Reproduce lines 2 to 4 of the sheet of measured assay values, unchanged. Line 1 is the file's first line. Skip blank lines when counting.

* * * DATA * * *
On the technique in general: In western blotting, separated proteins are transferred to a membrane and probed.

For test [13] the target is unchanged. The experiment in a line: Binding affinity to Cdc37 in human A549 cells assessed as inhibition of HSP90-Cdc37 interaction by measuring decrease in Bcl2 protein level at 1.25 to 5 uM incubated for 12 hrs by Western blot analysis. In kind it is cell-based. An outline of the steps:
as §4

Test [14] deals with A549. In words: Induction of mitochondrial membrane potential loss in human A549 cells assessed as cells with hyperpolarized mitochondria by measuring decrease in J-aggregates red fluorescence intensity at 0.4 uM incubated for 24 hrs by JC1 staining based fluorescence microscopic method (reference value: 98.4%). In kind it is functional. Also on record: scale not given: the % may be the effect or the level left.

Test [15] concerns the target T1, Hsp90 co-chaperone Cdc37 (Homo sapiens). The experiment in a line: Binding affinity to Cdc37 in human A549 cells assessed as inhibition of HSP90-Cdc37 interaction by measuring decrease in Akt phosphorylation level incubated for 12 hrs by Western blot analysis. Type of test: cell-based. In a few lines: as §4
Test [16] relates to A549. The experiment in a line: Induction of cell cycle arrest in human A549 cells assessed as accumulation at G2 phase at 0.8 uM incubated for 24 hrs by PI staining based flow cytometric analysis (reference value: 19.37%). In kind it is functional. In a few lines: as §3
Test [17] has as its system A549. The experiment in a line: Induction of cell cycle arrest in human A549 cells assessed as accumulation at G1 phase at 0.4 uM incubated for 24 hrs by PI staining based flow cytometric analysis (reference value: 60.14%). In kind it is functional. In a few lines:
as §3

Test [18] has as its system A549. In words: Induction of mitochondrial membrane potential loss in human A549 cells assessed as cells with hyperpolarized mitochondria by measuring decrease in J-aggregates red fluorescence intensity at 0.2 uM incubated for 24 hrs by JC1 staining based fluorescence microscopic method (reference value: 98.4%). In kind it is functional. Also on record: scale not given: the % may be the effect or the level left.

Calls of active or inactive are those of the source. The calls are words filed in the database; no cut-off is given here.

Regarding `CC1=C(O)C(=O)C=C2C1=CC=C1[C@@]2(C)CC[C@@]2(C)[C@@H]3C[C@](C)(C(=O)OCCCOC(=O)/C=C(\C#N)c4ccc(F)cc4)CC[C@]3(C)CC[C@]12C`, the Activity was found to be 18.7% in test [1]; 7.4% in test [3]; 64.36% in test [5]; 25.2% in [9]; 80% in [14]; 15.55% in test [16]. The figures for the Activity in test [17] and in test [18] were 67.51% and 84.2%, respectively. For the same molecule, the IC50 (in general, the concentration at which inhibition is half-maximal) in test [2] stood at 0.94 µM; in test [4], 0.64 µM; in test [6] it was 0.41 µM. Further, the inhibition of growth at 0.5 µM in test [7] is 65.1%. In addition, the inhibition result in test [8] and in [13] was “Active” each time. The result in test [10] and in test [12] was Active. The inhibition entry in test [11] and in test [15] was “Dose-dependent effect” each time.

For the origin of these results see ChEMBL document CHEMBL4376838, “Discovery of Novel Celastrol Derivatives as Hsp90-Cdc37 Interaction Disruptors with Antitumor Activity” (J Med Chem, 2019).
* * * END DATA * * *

For test [13] the target is unchanged. The experiment in a line: Binding affinity to Cdc37 in human A549 cells assessed as inhibition of HSP90-Cdc37 interaction by measuring decrease in Bcl2 protein level at 1.25 to 5 uM incubated for 12 hrs by Western blot analysis. In kind it is cell-based. An outline of the steps:
as §4

Test [14] deals with A549. In words: Induction of mitochondrial membrane potential loss in human A549 cells assessed as cells with hyperpolarized mitochondria by measuring decrease in J-aggregates red fluorescence intensity at 0.4 uM incubated for 24 hrs by JC1 staining based fluorescence microscopic method (reference value: 98.4%). In kind it is functional. Also on record: scale not given: the % may be the effect or the level left.